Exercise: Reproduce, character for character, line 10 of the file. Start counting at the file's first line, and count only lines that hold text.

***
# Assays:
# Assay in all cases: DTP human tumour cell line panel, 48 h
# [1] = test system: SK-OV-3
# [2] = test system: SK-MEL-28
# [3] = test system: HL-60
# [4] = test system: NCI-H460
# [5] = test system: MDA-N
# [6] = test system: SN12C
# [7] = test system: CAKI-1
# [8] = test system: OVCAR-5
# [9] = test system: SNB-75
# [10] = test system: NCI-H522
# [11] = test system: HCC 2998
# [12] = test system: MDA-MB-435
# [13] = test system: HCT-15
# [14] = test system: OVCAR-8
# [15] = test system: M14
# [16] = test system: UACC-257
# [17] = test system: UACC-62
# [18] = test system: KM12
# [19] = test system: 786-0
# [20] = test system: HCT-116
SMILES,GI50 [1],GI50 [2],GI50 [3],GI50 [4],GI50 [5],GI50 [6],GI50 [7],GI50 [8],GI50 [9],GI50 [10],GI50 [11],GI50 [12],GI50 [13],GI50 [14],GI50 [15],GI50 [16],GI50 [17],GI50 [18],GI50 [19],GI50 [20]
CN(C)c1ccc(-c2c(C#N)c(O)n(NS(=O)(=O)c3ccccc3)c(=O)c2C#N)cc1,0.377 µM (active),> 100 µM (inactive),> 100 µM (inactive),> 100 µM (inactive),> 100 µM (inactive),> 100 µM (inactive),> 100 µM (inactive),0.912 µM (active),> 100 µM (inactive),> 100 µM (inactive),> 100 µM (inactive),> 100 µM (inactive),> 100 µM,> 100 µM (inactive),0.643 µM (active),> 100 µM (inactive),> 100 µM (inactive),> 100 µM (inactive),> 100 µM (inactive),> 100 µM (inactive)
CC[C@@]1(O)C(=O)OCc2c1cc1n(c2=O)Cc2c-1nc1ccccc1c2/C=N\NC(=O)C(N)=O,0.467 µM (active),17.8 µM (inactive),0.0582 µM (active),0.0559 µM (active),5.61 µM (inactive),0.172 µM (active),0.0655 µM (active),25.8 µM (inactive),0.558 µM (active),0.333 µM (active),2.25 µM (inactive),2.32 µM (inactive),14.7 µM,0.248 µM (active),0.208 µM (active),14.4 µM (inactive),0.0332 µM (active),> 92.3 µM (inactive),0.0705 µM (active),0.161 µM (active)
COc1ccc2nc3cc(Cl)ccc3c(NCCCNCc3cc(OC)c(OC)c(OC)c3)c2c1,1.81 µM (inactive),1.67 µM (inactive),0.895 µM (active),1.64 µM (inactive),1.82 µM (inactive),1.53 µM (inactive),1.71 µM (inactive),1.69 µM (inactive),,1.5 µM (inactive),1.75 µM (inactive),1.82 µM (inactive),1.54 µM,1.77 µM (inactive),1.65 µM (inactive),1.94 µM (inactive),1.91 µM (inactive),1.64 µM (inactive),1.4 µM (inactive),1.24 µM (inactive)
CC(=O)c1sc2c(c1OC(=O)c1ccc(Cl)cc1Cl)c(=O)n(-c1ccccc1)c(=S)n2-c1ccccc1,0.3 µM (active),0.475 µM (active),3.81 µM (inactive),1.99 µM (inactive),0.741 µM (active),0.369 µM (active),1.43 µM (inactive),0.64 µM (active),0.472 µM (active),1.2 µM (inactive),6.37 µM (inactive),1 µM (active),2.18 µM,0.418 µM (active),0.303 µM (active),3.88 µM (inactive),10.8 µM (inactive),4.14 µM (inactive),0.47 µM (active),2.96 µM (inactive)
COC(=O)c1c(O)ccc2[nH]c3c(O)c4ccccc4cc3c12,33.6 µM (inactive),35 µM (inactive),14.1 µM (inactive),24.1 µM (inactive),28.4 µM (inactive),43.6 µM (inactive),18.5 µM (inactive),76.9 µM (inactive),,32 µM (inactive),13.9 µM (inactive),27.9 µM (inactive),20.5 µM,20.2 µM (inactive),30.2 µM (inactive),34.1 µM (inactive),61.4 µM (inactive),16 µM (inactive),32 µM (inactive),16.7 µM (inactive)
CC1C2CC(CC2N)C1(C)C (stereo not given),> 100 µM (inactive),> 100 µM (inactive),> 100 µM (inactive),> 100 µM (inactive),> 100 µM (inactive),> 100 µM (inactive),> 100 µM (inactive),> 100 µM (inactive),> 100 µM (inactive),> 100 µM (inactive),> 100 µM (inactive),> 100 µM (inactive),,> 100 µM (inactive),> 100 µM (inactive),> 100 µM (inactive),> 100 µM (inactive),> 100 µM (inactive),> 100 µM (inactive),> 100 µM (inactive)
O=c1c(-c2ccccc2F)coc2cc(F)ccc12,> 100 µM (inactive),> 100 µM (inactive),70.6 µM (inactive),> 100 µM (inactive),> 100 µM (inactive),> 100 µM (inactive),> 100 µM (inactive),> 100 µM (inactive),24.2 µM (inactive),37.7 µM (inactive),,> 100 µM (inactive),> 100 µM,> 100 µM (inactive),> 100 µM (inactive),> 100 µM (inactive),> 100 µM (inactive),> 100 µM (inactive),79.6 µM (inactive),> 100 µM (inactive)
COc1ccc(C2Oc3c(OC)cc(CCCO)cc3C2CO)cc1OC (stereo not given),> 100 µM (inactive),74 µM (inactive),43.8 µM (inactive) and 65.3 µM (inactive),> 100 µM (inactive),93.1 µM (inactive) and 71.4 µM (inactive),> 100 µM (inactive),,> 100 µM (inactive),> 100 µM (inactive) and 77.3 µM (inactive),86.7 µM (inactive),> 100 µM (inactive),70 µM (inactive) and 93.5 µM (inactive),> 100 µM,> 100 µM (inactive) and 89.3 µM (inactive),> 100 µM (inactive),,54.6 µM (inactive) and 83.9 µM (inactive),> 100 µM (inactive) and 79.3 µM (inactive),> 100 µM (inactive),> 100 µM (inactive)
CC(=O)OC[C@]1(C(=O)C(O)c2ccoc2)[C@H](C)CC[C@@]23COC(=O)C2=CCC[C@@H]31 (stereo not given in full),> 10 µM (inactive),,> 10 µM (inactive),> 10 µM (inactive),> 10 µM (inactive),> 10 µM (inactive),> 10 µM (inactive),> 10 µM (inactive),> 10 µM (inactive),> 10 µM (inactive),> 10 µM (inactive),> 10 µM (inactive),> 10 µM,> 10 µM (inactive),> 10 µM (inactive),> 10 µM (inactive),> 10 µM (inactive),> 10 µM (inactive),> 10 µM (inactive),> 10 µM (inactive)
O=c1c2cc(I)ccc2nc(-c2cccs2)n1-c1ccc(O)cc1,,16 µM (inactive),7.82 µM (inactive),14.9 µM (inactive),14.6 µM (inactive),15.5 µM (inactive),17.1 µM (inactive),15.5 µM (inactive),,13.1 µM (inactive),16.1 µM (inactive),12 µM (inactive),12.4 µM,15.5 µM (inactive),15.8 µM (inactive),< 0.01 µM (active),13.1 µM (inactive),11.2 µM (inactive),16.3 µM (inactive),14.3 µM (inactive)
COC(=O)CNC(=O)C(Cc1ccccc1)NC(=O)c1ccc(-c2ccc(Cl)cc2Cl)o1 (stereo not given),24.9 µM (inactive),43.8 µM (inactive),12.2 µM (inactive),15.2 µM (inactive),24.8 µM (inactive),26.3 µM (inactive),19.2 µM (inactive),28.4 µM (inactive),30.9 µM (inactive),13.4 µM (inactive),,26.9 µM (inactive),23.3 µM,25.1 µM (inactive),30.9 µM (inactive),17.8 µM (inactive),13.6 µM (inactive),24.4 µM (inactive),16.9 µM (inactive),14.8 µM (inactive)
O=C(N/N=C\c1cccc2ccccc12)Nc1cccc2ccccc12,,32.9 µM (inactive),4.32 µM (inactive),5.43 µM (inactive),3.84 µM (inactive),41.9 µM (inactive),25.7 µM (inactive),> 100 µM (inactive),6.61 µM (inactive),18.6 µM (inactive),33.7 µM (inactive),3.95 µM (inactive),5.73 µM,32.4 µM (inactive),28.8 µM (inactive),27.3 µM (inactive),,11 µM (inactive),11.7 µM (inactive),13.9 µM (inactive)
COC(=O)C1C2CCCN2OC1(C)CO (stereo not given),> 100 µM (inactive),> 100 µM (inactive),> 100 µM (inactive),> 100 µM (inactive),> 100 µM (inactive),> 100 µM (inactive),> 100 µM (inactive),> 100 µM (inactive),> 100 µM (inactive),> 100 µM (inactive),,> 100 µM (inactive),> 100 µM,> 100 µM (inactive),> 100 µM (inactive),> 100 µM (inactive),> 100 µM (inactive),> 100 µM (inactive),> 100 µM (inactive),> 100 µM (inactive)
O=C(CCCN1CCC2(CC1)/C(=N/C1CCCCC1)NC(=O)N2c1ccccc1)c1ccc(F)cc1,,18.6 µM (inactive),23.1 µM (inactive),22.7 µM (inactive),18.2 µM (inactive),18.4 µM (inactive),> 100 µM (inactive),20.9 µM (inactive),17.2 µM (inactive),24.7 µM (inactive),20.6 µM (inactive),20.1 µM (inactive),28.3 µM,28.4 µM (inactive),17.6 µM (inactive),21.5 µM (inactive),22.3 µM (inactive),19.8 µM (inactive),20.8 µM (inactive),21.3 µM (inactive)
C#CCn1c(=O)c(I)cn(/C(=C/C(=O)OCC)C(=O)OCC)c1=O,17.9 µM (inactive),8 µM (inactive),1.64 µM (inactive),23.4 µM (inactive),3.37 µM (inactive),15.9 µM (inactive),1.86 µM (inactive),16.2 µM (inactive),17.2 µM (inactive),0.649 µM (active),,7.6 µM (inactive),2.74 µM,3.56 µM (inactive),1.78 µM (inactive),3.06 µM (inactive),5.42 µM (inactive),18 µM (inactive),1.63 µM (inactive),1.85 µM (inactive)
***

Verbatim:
# [8] = test system: OVCAR-5